Both roasters have to strike a balance in their power output with design considerations, if the heating elements were more powerful I think the structure of the roaster would be affected. If they had to build a structure able to take more heat energy…presumably it would cost more and be much heavier, it would certainly limit the use of certain materials in the roaster structure (increasing size, weight and cost). That said there have been some doubts expressed around the control system of the Hottop making best use of the available power. This seems to be borne out when reading of the improved roasting performance of the new programmable Hottop, where the heating element and the airflow through the roaster can be controlled in a number of roasting "segments". The new programmable Hottop was about £640 at the time of writing….whether this offers £380 worth of "better" performance than the Gene Cafe is unknown, but doubtful. One very important point is the "cleanliness" of the roast, I can't know for sure, but the airflow in the hottop is far less than the Gene and the chaff is collected in a shallow tray below the drum (but still within the roasting chamber area), this could well "braise" the beans in their own smoke (roasting smoke and smoke from smouldering chaff), which would not be good for flavour, although they might smell more pungent after roasting. Interestingly in the new programmable Hottop, I think they have a deeper chaff tray (possibly to reduce this effect)?
Both these roasters have not been around very long, perhaps a few years or more and it is difficult to know how long they will last. Looking at the construction, one could hazard a guess that they will have a reasonably good life for the price (possibly around 5 years or more, depending on usage). Certainly I have recently read and heard of a few heating elements failing on the Genecafe (but I understand they are easy to replace). Also further information seems to indicate that it is very important to have a Gene Cafe roaster of the correct voltage for your country!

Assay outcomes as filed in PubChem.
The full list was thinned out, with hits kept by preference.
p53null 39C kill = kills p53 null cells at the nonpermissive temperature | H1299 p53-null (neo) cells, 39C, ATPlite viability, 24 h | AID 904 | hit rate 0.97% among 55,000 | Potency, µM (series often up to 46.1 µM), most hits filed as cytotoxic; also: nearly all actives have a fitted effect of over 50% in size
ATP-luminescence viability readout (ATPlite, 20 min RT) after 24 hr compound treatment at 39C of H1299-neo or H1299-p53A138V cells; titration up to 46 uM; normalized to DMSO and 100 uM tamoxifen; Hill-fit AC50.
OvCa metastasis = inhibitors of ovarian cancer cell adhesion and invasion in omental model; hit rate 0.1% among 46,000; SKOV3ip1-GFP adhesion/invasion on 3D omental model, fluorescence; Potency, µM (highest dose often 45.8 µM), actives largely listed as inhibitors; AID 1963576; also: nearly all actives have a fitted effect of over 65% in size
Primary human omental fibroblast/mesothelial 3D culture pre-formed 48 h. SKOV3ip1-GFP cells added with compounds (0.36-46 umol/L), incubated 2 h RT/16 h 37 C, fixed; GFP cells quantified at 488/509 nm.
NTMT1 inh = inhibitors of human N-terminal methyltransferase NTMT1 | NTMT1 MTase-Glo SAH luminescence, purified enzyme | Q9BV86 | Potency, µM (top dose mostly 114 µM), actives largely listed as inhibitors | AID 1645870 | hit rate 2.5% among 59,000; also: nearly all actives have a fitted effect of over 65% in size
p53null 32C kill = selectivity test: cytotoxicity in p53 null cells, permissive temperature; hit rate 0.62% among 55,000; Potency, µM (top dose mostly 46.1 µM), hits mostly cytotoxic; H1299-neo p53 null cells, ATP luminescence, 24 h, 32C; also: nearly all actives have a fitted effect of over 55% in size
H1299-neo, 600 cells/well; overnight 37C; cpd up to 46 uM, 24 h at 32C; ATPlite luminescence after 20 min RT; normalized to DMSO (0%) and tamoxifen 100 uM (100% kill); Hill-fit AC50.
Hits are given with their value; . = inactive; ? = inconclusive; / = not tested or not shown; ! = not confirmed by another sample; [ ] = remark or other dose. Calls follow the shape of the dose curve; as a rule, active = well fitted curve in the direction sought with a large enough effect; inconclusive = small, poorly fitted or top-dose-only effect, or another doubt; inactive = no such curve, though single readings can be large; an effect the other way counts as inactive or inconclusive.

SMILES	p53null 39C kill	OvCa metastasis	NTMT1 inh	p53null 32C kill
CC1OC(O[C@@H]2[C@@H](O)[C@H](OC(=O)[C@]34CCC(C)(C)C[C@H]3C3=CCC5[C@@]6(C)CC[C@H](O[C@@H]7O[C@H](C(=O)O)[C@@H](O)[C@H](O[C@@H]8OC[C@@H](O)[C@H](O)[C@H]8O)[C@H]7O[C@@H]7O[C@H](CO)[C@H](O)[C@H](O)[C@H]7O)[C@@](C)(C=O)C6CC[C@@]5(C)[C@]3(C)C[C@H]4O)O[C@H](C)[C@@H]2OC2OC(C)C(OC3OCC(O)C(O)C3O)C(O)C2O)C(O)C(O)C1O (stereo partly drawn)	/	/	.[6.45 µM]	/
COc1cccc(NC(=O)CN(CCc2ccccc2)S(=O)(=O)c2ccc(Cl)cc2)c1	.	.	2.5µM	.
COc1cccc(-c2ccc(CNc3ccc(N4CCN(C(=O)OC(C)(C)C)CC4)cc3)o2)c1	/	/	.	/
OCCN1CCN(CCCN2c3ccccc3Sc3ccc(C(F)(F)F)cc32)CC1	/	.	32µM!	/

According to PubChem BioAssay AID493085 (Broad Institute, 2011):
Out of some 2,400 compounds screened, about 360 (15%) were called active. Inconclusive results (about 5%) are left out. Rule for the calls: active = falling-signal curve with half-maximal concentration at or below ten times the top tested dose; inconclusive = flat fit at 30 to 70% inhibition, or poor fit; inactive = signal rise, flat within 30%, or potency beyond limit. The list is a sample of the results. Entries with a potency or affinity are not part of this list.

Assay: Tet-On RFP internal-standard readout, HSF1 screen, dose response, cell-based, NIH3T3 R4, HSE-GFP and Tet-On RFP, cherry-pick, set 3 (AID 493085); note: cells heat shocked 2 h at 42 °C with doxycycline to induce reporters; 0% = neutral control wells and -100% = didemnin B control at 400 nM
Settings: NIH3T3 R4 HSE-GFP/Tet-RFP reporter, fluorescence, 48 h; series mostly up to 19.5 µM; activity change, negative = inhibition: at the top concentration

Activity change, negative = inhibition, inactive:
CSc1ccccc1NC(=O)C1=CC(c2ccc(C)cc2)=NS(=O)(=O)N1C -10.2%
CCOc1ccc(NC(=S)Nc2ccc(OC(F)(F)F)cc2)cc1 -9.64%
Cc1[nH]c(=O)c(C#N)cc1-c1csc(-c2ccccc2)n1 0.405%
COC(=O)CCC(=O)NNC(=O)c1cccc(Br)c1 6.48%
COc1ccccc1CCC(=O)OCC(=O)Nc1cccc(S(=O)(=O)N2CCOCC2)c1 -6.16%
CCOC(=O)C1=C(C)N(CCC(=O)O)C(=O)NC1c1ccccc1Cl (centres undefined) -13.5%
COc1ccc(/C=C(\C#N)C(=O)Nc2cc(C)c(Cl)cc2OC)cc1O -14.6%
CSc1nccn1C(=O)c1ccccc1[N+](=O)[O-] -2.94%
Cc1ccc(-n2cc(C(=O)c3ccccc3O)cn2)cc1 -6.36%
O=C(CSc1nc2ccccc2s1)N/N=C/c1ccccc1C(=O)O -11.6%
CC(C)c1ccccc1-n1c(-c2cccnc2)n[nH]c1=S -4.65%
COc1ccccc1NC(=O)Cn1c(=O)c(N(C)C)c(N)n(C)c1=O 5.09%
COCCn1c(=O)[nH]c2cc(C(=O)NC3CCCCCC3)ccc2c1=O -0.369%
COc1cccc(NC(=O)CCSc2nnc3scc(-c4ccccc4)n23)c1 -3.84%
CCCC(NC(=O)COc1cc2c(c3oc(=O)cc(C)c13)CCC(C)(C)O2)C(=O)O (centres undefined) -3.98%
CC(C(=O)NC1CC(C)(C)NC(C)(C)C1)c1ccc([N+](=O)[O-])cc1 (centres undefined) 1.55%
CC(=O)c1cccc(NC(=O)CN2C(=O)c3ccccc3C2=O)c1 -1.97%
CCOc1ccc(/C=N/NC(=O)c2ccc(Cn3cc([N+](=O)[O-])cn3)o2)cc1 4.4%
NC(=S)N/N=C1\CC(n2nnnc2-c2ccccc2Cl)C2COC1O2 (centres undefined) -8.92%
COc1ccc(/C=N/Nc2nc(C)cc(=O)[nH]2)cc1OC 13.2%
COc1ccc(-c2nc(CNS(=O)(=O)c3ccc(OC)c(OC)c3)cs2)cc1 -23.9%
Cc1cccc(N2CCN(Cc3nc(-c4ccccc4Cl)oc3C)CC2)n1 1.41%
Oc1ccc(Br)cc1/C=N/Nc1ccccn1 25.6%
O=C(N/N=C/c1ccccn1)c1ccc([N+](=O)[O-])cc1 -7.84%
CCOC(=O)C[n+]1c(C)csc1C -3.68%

Which is the best roaster, is a more difficult question. The majority of people who have tried both, and tasted the roast from both, seem to agree the Gene is at least as good if not better. It's also considered to be better value for money as it's cheaper. In the Hottop the view of the beans is not as good as the Gene and this would make it more difficult to get a roast the colour you want, when between 1st and 2nd crack.
Please remember that roasting produces smoke, this smoke is not always pleasant and in fact it usually isn’t pleasant towards the end of the roast, especially as it becomes more intense and oily or tarry. If you’re going to roast in the Kitchen, you need good extraction, possibly it’s better to roast outside or in the Garage if you can.
Some cautionary notes as well for the home (any) roaster:
1. Put the roaster on an RCD
2. If the roaster is gas, definitely flue it properly and I would even go so far as to suggest you get a carbon monoxide detector (cost around £15) and place it in a suitable location in the room you roasting in
3. Make sure you have a suitable fire extinguisher
4. Have a heatproof pair of gloves to hand (and I mean heat proof!). You might need to handle a very hot object and move it or do something to it in a hurry.
5. If you roast (on any type of roaster) at night or in the dark, it is ABSOLUTELY ESSENTIAL to do it next to a rechargeable light source that will come on automatically should the power fail. This leaves you both hands free to make the roaster safe. Some beans/roasters roasters very near to the end of the roast could catch fire if the power fails, because the airflow stops, but the element is still hot. If I am wrong about this it’s cost you a few pounds, if I am right, it could save your life. Personally I use a rechargeable emergency light (dual 18W fluorescent tubes) wall mounted (it's also removable), right next to the business end of my roaster. If the power fails on this will switch on automatically and give 36W of light for an hour or more. Being fluorescent the light is equivalent to that given by a 100 watt light bulb. Mine was purchased from Halfords for a very reasonable £15
6. Try and ensure someone knows where you are and what you’re doing!